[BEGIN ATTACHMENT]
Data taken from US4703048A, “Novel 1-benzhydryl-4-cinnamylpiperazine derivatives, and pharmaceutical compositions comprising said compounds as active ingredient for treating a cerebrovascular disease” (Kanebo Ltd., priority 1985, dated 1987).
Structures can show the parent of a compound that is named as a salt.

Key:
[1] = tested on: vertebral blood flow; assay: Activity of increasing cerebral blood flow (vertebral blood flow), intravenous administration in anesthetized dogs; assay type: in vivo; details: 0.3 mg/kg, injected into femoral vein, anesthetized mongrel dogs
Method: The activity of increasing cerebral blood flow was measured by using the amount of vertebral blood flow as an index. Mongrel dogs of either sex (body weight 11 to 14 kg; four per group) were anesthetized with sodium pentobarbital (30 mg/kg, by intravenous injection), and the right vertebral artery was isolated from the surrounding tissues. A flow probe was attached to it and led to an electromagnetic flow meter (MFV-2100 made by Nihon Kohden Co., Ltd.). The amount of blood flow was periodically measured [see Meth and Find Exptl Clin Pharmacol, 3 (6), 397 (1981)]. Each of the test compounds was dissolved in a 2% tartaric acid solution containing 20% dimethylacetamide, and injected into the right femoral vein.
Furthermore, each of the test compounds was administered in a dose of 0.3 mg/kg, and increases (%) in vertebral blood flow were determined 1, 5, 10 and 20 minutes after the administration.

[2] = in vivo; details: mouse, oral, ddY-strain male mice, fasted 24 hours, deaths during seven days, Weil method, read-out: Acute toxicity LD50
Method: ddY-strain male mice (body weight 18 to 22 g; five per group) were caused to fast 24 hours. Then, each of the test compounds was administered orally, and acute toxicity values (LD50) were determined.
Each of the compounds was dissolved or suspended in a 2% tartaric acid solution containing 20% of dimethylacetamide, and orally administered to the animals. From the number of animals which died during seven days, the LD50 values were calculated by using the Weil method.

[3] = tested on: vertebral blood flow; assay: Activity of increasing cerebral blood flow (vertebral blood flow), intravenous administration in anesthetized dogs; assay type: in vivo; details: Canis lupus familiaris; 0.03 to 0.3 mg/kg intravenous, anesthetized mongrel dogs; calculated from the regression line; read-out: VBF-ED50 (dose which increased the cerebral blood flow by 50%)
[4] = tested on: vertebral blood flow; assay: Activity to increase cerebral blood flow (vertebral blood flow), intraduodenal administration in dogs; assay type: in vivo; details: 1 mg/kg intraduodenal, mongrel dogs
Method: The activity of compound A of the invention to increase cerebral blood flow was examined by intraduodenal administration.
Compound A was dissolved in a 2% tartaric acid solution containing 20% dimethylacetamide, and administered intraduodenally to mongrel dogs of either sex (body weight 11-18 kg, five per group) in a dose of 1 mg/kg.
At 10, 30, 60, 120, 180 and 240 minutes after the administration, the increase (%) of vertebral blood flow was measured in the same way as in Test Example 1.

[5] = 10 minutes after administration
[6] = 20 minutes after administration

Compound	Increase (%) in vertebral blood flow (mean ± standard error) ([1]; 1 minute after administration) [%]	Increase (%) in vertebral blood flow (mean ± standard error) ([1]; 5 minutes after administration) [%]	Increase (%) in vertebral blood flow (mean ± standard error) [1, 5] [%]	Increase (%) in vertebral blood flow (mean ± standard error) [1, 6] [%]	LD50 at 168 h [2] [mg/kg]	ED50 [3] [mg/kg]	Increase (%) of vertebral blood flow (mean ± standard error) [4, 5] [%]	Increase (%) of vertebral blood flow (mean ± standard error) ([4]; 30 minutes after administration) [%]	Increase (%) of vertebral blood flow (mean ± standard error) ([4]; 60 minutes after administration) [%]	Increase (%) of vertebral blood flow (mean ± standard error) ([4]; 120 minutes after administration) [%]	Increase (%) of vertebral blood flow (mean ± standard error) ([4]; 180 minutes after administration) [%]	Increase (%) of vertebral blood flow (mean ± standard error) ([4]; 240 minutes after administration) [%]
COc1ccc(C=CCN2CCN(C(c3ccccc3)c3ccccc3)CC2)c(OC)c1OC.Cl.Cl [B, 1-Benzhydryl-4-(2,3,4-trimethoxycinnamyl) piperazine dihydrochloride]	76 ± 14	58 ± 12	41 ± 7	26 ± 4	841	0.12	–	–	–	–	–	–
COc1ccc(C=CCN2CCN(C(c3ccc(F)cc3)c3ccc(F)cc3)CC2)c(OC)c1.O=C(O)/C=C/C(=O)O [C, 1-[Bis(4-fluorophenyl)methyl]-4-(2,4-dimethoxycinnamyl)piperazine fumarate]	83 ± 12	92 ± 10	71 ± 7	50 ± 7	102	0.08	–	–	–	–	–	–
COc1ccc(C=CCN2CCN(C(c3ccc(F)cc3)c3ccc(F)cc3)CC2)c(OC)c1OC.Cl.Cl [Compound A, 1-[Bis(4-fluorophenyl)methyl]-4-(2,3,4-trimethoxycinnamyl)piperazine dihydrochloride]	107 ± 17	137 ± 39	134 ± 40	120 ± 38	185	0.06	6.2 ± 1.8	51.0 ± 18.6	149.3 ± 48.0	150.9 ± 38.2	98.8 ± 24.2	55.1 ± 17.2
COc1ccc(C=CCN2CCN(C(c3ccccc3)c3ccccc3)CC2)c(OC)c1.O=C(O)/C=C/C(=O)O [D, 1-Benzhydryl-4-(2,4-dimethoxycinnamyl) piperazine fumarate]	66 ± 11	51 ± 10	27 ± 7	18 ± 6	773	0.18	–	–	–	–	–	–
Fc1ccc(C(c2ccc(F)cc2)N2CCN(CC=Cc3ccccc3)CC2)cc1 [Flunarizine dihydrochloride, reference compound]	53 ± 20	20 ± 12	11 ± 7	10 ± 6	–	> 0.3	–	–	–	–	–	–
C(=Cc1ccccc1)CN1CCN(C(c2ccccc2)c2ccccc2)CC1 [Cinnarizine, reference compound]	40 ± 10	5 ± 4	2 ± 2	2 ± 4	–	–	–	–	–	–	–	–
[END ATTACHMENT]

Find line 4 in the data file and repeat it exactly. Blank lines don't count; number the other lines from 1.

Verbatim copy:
[1] = tested on: vertebral blood flow; assay: Activity of increasing cerebral blood flow (vertebral blood flow), intravenous administration in anesthetized dogs; assay type: in vivo; details: 0.3 mg/kg, injected into femoral vein, anesthetized mongrel dogs